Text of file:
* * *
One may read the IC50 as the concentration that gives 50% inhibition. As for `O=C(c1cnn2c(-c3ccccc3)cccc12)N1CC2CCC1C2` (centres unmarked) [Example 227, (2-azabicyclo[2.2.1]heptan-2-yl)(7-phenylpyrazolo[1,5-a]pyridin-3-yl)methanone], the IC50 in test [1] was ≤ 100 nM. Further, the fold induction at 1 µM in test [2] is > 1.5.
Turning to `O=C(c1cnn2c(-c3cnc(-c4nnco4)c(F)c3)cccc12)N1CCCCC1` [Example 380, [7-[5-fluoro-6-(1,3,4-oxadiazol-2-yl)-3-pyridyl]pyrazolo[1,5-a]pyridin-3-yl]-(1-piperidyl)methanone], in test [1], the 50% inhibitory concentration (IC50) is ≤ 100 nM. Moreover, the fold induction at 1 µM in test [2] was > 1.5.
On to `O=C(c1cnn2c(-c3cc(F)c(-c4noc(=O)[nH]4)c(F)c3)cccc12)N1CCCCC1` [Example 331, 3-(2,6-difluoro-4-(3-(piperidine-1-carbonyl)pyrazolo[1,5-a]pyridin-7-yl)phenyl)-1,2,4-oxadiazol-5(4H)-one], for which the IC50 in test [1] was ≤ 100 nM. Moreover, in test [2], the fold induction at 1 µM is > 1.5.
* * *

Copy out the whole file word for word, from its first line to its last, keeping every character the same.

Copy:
One may read the IC50 as the concentration that gives 50% inhibition. As for `O=C(c1cnn2c(-c3ccccc3)cccc12)N1CC2CCC1C2` (centres unmarked) [Example 227, (2-azabicyclo[2.2.1]heptan-2-yl)(7-phenylpyrazolo[1,5-a]pyridin-3-yl)methanone], the IC50 in test [1] was ≤ 100 nM. Further, the fold induction at 1 µM in test [2] is > 1.5.
Turning to `O=C(c1cnn2c(-c3cnc(-c4nnco4)c(F)c3)cccc12)N1CCCCC1` [Example 380, [7-[5-fluoro-6-(1,3,4-oxadiazol-2-yl)-3-pyridyl]pyrazolo[1,5-a]pyridin-3-yl]-(1-piperidyl)methanone], in test [1], the 50% inhibitory concentration (IC50) is ≤ 100 nM. Moreover, the fold induction at 1 µM in test [2] was > 1.5.
On to `O=C(c1cnn2c(-c3cc(F)c(-c4noc(=O)[nH]4)c(F)c3)cccc12)N1CCCCC1` [Example 331, 3-(2,6-difluoro-4-(3-(piperidine-1-carbonyl)pyrazolo[1,5-a]pyridin-7-yl)phenyl)-1,2,4-oxadiazol-5(4H)-one], for which the IC50 in test [1] was ≤ 100 nM. Moreover, in test [2], the fold induction at 1 µM is > 1.5.